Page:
Monday, June 25, 2018

Hiding in Plain Sight

One of the oldest misunderstandings about racism (and bigotry in general) is that it must be explicit to exist.  If you are not walking around in a clan robe or posting swastikas on your facebook profile, you must not be racist.  If you are not explicitly stating that black or brown people are less intelligent, or aggressive, or lazy, etc. by nature, you are not a racist. 

The problem with this is that it ignores 99% of actual racism.  If you look at the things that explicit racists say and do, most of it will not be explicitly racist.  However, one can infer the attitudes behind the thinking.  For instance, take a look at this random twitter feed from an explicit racist:

They go by "White Rights Activist":





They routinely retweet posts from non-explicit racists.  But their interest in the dehumanization of minorities is clear.  They seek portrayals of them as unhinged:















Sexually dangerous and/or diseased.









They glorify cruelty.









But it's easy to write them off as "one of the baddies" because they are honest and explicit about their racism.

But what if they didn't?  What if they said the same things, posted the same pictures, and advocated for the same policies?

The modern Republican party is filled with people who do just this.  None of them admit to explicit racism, yet say, post and advocate for policies that are identical.

In the past couple of days, Trump calls Rep. Waters "low-IQ".  Huckabee tweets scary picture of MS-13.  Rep. King tweets picture of immigrant kids and brings up MS-13.  Andrew Sullivan decries the demographic change that (brown) immigrants will bring.

All the while actual policies are being enacted that are extreme violations of human rights.

I could go on, and on, and on.  But there's really no need.  The point is that racism does not need to be explicit to exist.  It can smolder slowly, softly in the background, a quiet voice that whispers the same old song: fear them, distrust them, they are less important than you.  It can always be plausibly denied.  Each instance merely a hint.

But when you take a step back, line up the comments, line up the images, perspectives and emphasis, a pattern emerges that cannot be denied.  It is a cacophonous beast that is well alive and snorting within the hearts of our fellow Americans.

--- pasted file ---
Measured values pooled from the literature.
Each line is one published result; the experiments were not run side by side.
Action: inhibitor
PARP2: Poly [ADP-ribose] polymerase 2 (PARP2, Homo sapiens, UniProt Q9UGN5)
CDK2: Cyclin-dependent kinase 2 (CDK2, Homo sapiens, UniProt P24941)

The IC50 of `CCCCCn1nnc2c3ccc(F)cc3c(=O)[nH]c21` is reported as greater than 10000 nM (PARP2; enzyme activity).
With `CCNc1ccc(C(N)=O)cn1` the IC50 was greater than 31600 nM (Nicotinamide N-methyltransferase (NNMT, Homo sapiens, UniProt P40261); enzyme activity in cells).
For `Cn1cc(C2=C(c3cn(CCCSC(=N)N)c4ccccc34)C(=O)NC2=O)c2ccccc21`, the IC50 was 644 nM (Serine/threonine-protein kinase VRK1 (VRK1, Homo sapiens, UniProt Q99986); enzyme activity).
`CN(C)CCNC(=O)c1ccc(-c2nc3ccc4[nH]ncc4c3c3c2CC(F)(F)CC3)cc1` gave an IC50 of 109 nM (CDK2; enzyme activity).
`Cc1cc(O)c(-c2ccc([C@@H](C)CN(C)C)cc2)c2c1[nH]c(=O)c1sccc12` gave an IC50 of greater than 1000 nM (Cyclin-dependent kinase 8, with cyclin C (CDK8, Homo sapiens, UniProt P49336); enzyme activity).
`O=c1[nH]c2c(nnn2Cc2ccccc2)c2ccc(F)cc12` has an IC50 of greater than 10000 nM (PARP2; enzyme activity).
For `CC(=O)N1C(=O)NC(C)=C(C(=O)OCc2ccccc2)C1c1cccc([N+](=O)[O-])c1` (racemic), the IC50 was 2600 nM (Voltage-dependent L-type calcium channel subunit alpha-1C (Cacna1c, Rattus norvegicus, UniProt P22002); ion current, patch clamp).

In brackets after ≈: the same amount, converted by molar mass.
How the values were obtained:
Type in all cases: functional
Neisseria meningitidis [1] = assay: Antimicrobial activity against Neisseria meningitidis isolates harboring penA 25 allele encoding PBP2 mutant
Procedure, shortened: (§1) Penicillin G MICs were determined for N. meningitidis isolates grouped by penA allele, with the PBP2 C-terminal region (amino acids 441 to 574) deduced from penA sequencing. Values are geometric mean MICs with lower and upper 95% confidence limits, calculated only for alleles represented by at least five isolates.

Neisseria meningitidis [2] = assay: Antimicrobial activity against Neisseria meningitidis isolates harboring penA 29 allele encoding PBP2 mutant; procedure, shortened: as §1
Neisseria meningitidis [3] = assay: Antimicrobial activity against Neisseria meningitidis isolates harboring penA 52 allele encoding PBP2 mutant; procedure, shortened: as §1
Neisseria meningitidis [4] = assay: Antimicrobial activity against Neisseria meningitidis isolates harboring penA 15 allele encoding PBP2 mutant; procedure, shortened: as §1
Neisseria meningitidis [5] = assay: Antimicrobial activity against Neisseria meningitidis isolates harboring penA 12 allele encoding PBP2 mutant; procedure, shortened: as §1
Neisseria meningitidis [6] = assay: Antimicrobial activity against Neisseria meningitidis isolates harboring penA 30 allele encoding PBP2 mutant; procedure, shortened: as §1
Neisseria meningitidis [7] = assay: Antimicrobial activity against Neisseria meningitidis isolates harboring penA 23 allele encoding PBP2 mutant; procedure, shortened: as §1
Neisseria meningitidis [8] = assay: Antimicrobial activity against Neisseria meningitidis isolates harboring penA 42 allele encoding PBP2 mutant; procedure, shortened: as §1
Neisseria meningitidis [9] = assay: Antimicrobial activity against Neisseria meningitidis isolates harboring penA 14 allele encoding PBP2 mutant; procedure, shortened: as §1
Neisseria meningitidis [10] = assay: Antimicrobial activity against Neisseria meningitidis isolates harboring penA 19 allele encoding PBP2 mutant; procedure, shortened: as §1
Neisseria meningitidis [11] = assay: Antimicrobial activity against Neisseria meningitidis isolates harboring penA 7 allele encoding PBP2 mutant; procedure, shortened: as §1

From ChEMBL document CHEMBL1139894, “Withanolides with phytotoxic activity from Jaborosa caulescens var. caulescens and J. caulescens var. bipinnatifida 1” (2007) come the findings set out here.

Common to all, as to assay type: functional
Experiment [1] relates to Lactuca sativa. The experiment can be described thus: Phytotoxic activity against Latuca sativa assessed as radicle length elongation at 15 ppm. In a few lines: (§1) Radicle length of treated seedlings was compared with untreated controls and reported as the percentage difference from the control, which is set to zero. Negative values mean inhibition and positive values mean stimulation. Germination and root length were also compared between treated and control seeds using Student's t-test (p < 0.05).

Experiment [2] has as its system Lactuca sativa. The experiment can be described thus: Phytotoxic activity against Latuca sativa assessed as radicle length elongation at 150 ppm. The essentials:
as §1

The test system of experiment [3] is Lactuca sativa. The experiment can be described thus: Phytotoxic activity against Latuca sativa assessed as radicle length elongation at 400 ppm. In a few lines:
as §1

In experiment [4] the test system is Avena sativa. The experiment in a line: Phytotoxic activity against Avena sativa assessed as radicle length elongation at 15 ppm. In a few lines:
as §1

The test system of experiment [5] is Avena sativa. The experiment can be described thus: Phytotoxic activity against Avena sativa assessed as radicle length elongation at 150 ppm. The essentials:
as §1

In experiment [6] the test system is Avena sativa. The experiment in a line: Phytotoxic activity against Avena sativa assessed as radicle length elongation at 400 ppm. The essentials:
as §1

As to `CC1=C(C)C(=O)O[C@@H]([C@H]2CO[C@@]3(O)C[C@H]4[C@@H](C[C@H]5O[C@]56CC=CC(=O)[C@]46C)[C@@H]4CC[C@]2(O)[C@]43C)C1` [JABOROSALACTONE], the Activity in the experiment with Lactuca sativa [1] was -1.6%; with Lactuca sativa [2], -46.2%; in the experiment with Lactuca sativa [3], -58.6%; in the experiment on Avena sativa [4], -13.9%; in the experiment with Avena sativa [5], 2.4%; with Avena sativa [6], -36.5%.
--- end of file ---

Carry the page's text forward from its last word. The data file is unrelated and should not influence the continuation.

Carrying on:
Monday, May 28, 2018

Rehearsal

There is a comic version of your life,
the way you fumbled through Aisle 2.
There is tragic version,
those things he did to you.

It is glorious and gilded,
would say the Apostles,
each breath a cosmic thread.
It is mundane and pointless,
as written by Camus.


In a scene today,
you reflect upon a line,
By tomorrow,
you'll have forgotten to take the time.

Famous and gifted players,
as if doing favors,
drift in and out of view.
Strangers fill in here and there to make things rhyme.


"Life", you type furiously,
But then you realize you had been daydreaming,
through two whole paragraphs.

"I don't read the reviews", someone once said to you.
"Thanks, I'll take that under advisement",
you say as you watch the falling rain make the ink run.


There is aversion of your life that no one will read,
written in an alien tongue by a castaway on a desert planet,
orbiting a star of one,
a star not unlike the sun.




Thursday, February 1, 2018

Mapping Race

It occurred to me that it might be interesting to observe the correlation between voting patterns and ethnic geographic integration.  The results are not going to be completely in-obvious.  As we all know, there is a deep partisan divide between rural and urban regions.  Given that urban areas are more diverse than rural areas, one might expect to see a similar partisan pattern. 

What if there existed a number that identified one's level of proximity to diversity, a diversity number if you will.  You might have various breakdowns:

- proximity to non-whites in a 10 mile radius